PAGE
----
With that in mind, it’s a good idea to consider how big an income you’ll actually need. But at the heart of today’s challenge is rising longevity. UK life expectancy continues to rise, and a longer retirement means your savings will have to stretch further.
Pensions and Individual Savings Accounts are popular ways of saving tax-efficiently, but they are very different from each other – particularly in how they are taxed.
Pensions should play an important part in everyone’s long-term financial planning, so ensure that you make the most of any employer’s contributions. Your own contributions are typically also tax-free on the way in, making them a very tax-efficient way to save.
However, when planning long-term savings, savers with big aspirations for their retirement need to bear in mind the lifetime allowance and annual allowance.
Lifetime allowance – if your pension pot is valued above £1 million (2017/18), a tax charge can apply on accessing the monies which exceed this threshold. The tax rate on savings above your lifetime allowance will be either 55% if you take it as a lump sum, or 25% otherwise. The pension funds will also be tested against the lifetime allowance at age 75.
Annual allowance – if you contribute more than a given amount to your pension pot in any year, you usually have to pay tax on the extra amount. This cap is currently £40,000 a year for most people, but is lower for higher earners. The annual allowance is reduced by £1 for every £2 earned above £150,000. For anyone earning £210,000 or more, the allowance is £10,000 a year.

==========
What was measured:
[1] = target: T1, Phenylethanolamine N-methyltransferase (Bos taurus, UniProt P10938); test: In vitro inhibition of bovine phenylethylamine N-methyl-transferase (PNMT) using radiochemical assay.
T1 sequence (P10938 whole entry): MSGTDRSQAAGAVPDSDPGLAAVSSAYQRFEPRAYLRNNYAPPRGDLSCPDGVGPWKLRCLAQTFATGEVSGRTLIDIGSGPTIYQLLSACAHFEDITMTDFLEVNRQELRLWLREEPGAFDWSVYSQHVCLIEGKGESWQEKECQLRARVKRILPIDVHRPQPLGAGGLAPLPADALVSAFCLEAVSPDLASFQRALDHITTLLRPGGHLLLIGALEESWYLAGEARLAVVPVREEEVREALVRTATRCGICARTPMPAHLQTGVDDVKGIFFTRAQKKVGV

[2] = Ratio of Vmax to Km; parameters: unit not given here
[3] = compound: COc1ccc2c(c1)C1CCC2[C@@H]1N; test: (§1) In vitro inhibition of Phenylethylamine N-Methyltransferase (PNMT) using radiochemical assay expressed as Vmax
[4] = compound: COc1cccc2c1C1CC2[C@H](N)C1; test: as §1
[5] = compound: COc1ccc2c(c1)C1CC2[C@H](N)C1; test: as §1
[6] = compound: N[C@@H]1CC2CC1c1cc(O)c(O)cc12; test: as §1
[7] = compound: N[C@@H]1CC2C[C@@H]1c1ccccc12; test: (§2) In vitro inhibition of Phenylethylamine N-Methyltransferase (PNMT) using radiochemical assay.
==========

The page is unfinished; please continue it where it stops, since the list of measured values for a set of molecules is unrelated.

These allowances may sound higher than they are, considering that both include an employer’s contribution. Remember that it is the value of your pension pot – not the amount that you contributed – that counts towards your lifetime allowance, and so investment growth over time could push you over this threshold.
Also bear in mind that all of your pension income – including from a State Pension – is normally taxed like other income. This means that, even in retirement, annual earnings above £45,000 are subject to the higher rate of tax – currently 40%.
Even if retirement isn’t far away, there are steps you can take to increase your retirement income.
If your employer contributes to your pension plan, they might pay in a bit more if you do too. Some employers increase the amount they contribute when you increase your contributions (which may only be up to a certain limit).
If you put an extra percent or two of your salary into your pension plan, they might pay in more as well, and in the long run you could end up better off. Ask your employer for details of whether they contribute to your pension plan, and by how much.
Another way of boosting your pension pot is to increase your monthly payments whenever you get the chance. For example, if you receive a pay rise, why not arrange to pay some of it into your pension plan? You can also take this approach any time a regular expenditure comes to an end. If you pay off a loan, for instance, you could pay the extra money into your pension plan.
Small, regular increases like this can make a big difference to what you eventually receive when you retire. Over the long term, your pension plan will have a better opportunity to grow.